St. Jacobs studio part of a “vibrant resurgence” in the arts

Nestled in the heart of the St. Jacobs village is a blue building, home to a unique art studio for two local women. The Blue Sky art studio is a home away from home for Della vanDokkumburg and Carolyn Parks, two artists with two different styles. They have become close friends after coming together last year to found the studio.

Currently Elmira can view some of vanDokkumburg’s work at the Junction: her water-colour art is hanging in the windows, part of the art walks residents have been enjoying all over the region. The sketches up in the windows feature Woolwich houses that caught her eye. More examples can be found online at

“I’ve really focused my sketching on Woolwich, on the theme of staying close to home – there is so much in Woolwich to sketch. The theme of the display that’s at the Junction is a whimsical view of Woolwich,  so there’s an assortment of sketches there,” said vanDokkumburg, who’s been busy putting on paper images of the area’s buildings, landmarks or otherwise.

“The earliest ones are probably built in like the 1850s. A lot of them have things like fancy wood trim and they have pillars and interesting brickwork. There was a real pride of workmanship in some of these old houses, and it’s still evident today.”

“When I post images on Instagram, there will be people who live in the area who will somehow stumble across my sketches and will comment on them. It’s always very positive things that they’ll have to say, but it will also perhaps bring back a memory, or it will be a house that somebody they knew or were related to used to live in – it’s been a great connecting point,” she said.

“Watercolours are somewhat unpredictable, and I think it suits my style of sketching, because my lines are somewhat unpredictable as well. Combined, it has a little bit of playfulness and chaos. And I think that really makes for an interesting composition.”

VanDokkumburg’s part of the studio is up a short staircase where she sketches and uses watercolours to create representations of her surroundings, while Parks’ section takes up the bottom half where she creates her unique creations.

“I call this wool painting, so it’s a process of wet-felting and the medium is wool, so basically I create a design in wool and then I use the process of wet-felting to turn it into a wool painting. After you add the water and the soap and you agitate it, there’s a felting process that happens, so what’s puffy before with wool turns into a picture. I’m a fibre artist but specifically I work with wool,” said Parks about the process of her art.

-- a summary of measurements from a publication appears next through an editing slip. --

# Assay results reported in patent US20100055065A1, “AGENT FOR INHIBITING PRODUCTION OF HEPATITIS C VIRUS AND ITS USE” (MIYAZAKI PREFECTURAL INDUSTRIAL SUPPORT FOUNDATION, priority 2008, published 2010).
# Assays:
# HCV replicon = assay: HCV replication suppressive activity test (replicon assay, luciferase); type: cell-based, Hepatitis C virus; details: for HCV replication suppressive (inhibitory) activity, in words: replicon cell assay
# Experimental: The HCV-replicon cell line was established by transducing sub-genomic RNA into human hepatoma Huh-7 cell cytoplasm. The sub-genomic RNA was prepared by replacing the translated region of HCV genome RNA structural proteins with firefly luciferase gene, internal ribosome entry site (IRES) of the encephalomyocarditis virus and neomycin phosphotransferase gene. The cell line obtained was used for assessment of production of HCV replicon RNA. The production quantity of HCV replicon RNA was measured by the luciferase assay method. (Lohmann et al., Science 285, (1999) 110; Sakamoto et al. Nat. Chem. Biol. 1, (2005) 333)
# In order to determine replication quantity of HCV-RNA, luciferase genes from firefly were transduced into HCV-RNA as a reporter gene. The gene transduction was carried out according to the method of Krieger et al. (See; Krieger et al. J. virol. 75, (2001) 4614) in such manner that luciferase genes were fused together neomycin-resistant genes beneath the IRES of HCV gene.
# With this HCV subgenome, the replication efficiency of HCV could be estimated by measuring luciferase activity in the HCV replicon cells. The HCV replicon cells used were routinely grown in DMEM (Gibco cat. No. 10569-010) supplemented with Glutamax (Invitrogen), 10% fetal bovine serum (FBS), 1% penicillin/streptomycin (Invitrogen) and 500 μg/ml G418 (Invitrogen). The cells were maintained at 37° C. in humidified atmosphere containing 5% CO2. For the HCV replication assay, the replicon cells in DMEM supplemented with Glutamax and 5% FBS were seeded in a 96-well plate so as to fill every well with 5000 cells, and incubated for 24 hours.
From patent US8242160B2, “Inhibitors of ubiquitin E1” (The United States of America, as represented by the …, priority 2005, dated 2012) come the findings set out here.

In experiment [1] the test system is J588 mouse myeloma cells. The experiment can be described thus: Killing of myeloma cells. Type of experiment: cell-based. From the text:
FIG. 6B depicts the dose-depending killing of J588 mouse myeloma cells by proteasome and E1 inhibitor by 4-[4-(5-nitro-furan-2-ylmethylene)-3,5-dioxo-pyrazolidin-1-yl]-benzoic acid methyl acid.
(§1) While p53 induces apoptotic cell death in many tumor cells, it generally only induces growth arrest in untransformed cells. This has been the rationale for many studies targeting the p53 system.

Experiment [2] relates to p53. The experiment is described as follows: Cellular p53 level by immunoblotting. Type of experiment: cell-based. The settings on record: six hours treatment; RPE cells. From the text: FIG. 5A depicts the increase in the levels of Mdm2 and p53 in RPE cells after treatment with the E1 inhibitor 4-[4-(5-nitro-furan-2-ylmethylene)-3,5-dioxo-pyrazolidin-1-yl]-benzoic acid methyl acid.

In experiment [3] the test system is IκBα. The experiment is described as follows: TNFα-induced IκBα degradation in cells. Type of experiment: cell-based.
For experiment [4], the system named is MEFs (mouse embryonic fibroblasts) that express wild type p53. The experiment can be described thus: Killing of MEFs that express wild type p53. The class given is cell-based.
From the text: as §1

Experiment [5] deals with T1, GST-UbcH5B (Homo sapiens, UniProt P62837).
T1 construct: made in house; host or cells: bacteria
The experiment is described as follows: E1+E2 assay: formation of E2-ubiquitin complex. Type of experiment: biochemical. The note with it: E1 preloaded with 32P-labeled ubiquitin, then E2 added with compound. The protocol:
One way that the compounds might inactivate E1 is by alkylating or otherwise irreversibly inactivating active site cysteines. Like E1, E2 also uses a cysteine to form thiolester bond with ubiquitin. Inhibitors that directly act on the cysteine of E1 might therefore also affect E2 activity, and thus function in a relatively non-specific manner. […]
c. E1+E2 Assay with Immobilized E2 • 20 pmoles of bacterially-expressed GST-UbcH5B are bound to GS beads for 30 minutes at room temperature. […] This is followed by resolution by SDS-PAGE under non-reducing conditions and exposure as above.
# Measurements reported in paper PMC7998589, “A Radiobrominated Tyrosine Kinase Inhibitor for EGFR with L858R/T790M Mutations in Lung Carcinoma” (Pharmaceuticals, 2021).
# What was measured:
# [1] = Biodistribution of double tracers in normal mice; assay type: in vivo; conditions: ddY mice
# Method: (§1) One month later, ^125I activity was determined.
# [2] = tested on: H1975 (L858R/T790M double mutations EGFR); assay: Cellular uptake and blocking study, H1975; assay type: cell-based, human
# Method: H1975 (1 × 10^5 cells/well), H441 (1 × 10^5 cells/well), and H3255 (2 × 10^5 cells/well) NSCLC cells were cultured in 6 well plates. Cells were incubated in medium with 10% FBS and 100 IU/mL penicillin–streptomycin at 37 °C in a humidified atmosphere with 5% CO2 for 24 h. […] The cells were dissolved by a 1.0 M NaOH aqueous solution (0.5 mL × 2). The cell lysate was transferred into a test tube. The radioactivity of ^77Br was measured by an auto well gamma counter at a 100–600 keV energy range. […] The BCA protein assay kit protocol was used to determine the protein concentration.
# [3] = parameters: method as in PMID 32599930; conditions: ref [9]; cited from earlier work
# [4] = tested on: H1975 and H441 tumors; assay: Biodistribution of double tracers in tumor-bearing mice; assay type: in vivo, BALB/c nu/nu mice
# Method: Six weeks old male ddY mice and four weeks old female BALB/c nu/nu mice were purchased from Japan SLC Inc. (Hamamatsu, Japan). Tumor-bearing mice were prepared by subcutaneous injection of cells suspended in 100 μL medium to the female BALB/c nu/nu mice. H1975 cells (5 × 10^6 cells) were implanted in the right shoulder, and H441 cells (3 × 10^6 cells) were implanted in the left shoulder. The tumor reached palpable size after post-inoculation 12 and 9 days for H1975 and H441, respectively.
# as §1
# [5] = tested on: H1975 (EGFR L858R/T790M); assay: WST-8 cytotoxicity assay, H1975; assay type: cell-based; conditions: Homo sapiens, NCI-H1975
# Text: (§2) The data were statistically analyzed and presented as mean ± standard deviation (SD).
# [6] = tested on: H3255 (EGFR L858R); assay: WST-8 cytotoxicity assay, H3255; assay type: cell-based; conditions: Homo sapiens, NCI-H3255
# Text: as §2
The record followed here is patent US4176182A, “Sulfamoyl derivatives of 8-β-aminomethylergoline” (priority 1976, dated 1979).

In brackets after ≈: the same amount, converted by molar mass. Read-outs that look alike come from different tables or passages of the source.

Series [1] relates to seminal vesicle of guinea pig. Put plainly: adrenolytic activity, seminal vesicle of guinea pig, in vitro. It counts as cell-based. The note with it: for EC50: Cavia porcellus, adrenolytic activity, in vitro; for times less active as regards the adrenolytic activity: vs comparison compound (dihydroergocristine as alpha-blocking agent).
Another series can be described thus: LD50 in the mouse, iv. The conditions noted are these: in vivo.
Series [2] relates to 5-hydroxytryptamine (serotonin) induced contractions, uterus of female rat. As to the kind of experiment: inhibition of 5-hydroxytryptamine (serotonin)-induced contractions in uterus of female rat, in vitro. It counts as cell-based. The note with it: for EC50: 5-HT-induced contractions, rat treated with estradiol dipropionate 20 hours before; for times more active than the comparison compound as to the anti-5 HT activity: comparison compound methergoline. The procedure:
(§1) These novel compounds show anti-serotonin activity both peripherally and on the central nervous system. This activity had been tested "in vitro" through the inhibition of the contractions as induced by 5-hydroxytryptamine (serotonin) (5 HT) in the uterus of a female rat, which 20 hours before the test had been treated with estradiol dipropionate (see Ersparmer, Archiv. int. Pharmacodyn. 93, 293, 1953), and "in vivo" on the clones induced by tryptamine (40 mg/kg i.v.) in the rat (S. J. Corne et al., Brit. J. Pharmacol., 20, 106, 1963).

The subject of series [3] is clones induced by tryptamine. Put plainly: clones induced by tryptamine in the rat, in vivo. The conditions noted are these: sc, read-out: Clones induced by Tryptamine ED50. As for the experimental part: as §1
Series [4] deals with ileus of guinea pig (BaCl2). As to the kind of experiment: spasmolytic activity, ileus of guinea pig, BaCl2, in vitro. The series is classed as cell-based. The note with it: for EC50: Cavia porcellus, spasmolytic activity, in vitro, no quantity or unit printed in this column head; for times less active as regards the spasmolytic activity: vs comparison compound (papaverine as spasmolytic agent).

“I spread out so much, my stuff takes up so much room that doing this at home was just not achievable,” she added, noting the studio isn’t a traditional set-up.

“We don’t have to be open – it’s closed all the time, unless we want it to be open for an event that we’re holding or my classes. We display our stuff down here wherever we can, and in the windows.”

Parks noted she couldn’t run art classes during the lockdowns, causing a loss of income for the artist as they had just opened up the studio. Blue Sky is open by appointment only currently but has an upcoming tour and exhibit.

Their annual Kissing Bridge Trail studio tour is coming up this October 23 and 24. It will include 15 artists from all over Woolwich who’ll be opening up their studios for public tours.

The Blue Sky studio’s first exhibit will be showing during the St. Jacobs Sparkles event, which will give the public the opportunity to come and support the local artists in their studio for the first time.

“We love the idea of Canada, pretty as a picture, and kind of framing it as a road trip so when people come in here they’ll kind of be able to travel around Canada. Looking at our combined images that we’re doing, we do very different things – where as my stuff might be more landscapes, Della’s is going to be focusing more on some well-known places and structures and that kind of thing. We both work with very vibrant colours – Della’s style is so different than most people who use watercolour or ink,” noted Parks.

“The artsy vibe is coming back to this town, with us and then with the Three Sisters Cultural Centre going up, it’s been nice because I think there was arts in this town but it got dissipated. Other people have made comments to me that it’s nice to see art coming back to St. Jacobs – and definitely in Elmira; what I’ve seen, coming out of the pandemic, is an overall real support and promotion for the arts. I feel like there is a vibrant resurgence.”

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